The St. Louis Cardinals and Boston Red Sox opened the 2013 World Series with a game that developed so many subplots that it could easily become a major distraction for the Cardinals going forward. St. Louis lost the game and could very easily lose their edge if they cannot put the events of the night behind them.
The Cardinals' defense let them down when they needed it most, their ace pitcher failed to perform at the level he needed to, their star postseason performer ended up at the hospital and the team woke up to reports that the opposing pitcher may have been cheating to gain an advantage. Game 1 of the World Series proved to be a night full of stories, subplots and forgettable moments for the National League Champions. The Cardinals need to take each of those subplots and apply to them to Game 2.
Defense is a key component to winning championships, and the Cardinals drove that point home in Game 1. A botched double play in the bottom of the first inning allowed the Red Sox to strike first and never look back. Pete Kozma, who failed to catch the throw from Matt Carpenter to start that double play, has secured his spot in the starting lineup by playing stellar defense throughout the season. He would commit his second error of the game in the second inning, leading to another Boston run in the process. Third baseman David Freese would add a throwing error in the seventh inning as well.
The defense has to shore up and play better in Game 2. Dropped balls and botched plays created multiple scoring opportunities for the Red Sox. If the Cardinals hope to come home with a split of the two-game series in Boston, they have to play better on the defensive side of the ball.
Composure On The Mound
The Cardinals pitching seemed to lose focus on the mound in the wake of the fielding mistakes. Ace Adam Wainwright failed to show poise on the mound, surrendering a bases-clearing double to Mike Napoli immediately after the botched double play in the first. Kozma's error in the second was followed by a run-scoring single from Dustin Pedroia. The next hitter, David Ortiz, tried to hit his second grand slam of the postseason but was robbed of his home run by Carlos Beltran. Ortiz wouldn't be robbed the second time, hitting a home run in the bottom of the seventh inning off of Seth Maness immediately after Freese's throwing error. Wainwright and Maness lacked the composure necessary on the mound to rebound from the mistakes of their team.
Rookie sensation Michael Wacha takes the mound for Game 2 for the Cardinals. The young pitcher has shown great composure thus far in the postseason but will enter a volatile environment in Boston. He will need to avoid the pratfalls of his predecessors in Game 1 if he is going to bring home another victory.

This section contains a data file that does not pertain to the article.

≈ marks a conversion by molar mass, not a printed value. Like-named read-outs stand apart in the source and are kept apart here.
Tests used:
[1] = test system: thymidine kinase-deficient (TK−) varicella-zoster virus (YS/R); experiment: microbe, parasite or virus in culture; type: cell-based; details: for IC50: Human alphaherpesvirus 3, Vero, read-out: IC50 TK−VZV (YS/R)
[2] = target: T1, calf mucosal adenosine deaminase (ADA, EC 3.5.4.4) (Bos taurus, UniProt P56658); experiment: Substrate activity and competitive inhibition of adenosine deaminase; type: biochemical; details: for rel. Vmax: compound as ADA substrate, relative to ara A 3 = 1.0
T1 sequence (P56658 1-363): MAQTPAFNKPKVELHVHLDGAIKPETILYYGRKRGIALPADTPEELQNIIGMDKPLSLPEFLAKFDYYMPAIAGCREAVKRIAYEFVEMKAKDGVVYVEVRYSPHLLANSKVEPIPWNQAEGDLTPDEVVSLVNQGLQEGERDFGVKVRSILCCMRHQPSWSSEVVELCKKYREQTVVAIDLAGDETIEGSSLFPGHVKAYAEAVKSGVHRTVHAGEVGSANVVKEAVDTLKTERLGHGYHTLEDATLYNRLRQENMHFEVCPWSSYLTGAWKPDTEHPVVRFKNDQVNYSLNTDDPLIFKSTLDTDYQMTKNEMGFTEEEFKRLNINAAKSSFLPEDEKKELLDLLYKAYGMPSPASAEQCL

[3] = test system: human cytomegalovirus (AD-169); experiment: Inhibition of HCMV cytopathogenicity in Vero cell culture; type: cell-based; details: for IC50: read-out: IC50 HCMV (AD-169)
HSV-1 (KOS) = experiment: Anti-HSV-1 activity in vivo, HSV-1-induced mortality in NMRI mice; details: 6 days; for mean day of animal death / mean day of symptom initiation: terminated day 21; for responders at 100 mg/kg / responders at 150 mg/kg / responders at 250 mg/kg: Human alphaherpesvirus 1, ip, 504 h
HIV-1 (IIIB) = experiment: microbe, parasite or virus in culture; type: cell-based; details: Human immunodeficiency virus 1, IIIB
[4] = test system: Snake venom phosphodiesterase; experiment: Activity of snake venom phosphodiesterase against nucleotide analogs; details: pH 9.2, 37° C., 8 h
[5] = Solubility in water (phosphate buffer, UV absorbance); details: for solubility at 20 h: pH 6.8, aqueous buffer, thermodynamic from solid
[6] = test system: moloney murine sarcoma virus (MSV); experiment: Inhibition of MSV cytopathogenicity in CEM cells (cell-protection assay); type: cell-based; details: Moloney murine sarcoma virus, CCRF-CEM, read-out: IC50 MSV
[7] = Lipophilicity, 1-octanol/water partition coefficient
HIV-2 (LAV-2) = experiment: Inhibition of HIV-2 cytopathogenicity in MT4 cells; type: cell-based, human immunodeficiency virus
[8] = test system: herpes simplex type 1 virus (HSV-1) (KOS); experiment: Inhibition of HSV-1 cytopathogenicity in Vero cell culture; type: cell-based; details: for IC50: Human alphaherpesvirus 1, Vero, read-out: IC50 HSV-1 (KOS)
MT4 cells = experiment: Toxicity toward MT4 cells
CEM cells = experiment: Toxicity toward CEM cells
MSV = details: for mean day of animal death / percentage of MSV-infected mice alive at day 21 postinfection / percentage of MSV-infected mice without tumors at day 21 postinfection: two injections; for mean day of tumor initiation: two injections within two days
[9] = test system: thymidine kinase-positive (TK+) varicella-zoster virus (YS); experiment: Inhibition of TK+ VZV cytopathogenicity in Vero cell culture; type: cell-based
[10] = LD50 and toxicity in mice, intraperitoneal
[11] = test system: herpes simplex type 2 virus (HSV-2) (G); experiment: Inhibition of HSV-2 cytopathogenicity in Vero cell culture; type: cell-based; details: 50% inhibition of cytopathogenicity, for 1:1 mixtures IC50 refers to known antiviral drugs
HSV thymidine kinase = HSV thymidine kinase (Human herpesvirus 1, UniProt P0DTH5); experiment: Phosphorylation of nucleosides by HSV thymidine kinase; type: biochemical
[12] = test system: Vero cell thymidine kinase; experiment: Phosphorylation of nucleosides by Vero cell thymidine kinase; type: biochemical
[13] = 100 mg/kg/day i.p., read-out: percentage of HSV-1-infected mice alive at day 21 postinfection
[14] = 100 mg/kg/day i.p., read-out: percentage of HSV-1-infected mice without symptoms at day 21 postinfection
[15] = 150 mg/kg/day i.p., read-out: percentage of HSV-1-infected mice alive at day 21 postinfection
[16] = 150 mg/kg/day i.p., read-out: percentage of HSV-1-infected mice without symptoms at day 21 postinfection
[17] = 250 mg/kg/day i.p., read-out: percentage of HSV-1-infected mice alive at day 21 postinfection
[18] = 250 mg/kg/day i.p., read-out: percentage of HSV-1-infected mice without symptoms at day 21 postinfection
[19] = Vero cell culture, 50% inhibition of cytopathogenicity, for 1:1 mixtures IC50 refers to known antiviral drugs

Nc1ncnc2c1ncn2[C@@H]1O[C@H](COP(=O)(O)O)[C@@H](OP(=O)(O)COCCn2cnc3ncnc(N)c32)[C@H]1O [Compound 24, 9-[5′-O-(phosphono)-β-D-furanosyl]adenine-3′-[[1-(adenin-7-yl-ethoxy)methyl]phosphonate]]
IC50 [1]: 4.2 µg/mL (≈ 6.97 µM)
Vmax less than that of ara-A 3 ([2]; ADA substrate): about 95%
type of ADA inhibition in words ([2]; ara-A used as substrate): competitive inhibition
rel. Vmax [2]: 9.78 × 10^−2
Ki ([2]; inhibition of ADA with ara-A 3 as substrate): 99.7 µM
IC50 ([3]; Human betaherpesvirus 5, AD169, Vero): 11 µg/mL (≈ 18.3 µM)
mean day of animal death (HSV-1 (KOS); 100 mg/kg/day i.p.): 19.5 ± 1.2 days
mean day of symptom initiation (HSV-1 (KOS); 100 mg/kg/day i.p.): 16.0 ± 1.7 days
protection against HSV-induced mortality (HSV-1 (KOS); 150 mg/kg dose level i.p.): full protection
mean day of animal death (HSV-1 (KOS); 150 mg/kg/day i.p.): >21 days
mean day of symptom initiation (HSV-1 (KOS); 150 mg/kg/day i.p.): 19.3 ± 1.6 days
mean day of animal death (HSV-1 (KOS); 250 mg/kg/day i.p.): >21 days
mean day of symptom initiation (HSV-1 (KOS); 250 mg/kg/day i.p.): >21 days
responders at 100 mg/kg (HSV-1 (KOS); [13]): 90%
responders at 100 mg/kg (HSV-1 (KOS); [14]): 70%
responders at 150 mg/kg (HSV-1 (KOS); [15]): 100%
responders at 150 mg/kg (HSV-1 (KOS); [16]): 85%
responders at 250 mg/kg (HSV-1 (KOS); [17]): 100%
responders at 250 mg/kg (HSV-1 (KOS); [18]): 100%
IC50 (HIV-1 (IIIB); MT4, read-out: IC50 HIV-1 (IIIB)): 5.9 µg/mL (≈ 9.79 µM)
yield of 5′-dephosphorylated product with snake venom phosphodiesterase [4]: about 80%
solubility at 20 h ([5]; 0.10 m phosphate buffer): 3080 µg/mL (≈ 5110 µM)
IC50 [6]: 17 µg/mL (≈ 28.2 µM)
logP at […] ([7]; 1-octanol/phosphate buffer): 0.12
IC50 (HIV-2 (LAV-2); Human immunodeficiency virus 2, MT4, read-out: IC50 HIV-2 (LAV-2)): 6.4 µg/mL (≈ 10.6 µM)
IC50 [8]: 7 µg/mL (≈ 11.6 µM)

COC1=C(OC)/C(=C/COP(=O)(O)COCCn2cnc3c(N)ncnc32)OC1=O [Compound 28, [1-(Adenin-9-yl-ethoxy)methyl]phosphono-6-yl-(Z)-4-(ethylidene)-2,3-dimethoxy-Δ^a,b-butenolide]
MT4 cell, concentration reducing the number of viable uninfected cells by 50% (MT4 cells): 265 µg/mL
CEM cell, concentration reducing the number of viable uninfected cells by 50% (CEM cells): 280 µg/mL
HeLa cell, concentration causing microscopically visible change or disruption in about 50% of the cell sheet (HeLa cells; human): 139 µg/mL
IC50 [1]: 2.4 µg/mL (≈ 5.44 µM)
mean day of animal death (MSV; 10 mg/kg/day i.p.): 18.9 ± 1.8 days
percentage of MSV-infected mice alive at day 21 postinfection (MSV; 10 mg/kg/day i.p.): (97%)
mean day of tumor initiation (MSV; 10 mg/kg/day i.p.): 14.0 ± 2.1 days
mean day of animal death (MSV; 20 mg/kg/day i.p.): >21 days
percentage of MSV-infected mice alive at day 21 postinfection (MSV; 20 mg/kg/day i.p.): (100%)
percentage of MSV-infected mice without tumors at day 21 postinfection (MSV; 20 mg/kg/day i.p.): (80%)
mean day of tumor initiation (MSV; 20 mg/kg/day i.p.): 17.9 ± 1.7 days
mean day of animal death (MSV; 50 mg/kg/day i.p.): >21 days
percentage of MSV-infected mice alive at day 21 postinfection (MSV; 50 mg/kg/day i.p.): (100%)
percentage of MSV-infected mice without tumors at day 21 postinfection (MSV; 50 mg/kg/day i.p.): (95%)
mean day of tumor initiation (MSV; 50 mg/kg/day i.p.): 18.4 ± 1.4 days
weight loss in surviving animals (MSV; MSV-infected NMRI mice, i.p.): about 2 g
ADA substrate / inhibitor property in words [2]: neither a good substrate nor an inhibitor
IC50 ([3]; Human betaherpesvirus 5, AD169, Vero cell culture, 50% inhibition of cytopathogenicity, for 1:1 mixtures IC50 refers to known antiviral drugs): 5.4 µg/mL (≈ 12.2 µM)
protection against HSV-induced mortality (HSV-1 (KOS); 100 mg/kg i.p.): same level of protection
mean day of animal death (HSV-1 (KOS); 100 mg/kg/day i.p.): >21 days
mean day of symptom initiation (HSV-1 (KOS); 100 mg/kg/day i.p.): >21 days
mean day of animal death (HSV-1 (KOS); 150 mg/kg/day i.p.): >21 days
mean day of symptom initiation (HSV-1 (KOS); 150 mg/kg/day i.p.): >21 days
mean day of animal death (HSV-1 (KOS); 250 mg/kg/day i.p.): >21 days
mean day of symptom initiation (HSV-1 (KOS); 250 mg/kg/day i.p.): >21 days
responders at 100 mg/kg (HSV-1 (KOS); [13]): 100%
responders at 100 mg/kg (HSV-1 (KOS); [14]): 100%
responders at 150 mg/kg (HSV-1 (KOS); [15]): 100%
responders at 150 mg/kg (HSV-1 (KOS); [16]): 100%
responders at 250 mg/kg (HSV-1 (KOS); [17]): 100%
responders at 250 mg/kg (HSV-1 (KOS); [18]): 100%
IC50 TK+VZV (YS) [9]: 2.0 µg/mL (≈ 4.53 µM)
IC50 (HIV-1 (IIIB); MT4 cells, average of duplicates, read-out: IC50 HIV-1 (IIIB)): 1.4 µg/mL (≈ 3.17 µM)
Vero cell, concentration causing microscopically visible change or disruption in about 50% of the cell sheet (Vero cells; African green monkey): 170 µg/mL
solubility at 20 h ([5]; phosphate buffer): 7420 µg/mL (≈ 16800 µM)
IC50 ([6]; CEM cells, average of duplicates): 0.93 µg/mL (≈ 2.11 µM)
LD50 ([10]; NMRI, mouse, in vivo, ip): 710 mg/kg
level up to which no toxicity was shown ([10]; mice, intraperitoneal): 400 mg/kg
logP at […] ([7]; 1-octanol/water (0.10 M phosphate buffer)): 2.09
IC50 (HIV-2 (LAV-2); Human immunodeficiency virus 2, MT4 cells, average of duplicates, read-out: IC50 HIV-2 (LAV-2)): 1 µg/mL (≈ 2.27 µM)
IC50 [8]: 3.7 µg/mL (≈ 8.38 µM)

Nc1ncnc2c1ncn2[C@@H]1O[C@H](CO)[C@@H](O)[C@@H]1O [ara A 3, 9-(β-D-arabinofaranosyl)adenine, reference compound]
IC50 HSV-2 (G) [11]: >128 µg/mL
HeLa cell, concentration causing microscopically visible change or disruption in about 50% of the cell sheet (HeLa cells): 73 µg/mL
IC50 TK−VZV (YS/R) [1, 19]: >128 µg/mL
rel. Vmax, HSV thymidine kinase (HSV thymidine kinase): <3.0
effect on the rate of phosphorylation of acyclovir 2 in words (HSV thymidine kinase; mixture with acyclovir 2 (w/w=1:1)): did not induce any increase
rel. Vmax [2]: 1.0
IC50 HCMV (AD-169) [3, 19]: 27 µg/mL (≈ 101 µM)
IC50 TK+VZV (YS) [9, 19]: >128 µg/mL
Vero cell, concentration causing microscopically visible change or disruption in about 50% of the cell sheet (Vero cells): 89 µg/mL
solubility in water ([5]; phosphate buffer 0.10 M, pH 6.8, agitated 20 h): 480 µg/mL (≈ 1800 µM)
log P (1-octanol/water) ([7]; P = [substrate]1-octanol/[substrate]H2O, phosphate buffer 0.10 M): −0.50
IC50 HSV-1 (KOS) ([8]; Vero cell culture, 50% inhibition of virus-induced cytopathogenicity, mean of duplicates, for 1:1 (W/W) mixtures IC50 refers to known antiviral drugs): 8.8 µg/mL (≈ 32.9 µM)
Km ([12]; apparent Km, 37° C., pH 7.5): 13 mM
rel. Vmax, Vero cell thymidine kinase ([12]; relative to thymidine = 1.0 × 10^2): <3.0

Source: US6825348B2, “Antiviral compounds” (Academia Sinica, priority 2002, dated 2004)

Beltran's Banged Up
Carlos Beltran played 16 years in the major leagues before he played his first game in a World Series. By the end of the second inning of Game 1, he was out of the game with bruised ribs after robbing David Ortiz of a potential grand slam. Beltran is one of the most prolific hitters in postseason history, and the Cardinals may now face the remainder of this series with him in a limited role. The St. Louis team remains hopeful that he can return to action tonight after the diagnosis last night, as shared by StlToday.com's Derrick Goold:
Beltran was taken to a hospital for X-rays and a CT scan, which were negative. He returned to the clubhouse in the seventh inning. General manager John Mozeliak said Beltran was “day-to-day.”
To make matters worse, Allen Craig does not seem ready to play the field, limiting the Cardinals' options going forward. Earlier in the season, Craig would have taken over in right field and Matt Adams would stay play first base, giving the Cardinals an option that kept key offensive players in those positions. As it stands, Shane Robinson will probably see time in the outfield in Game 2, and Beltran may be limited to a bench role.
The Mysterious Substance
Long after the final pitch of Game 1, news began to surface that there was suspicion that Red Sox's hurler Jon Lester was using a foreign substance on his glove to gain an advantage on the mound. Videos and tweets were posted across the internet, most being compiled very well right here on Bleacher Report in an earlier article by Rick Weiner.
The Cardinals cannot get caught up in the momentum of conspiracy theories going forward. Game 1 was lost and Game 2 is quickly approaching. General Manager John Mozeliak seemed quick to dismiss the discussion about the incident, as shared by MLB.com's Jenifer Langosch in the following tweet:
Game 1 has provided many distractions for the Cardinals going forward. The team has the talent and the ability to win despite all of these subplots. Focus and determination to continue to play as the team that they have been throughout 2013 will help them turn Game 2 around. Returning to St. Louis with one win in Boston can swing momentum the Cardinals' way.
Game 2 promises to be a key moment in this year's series.
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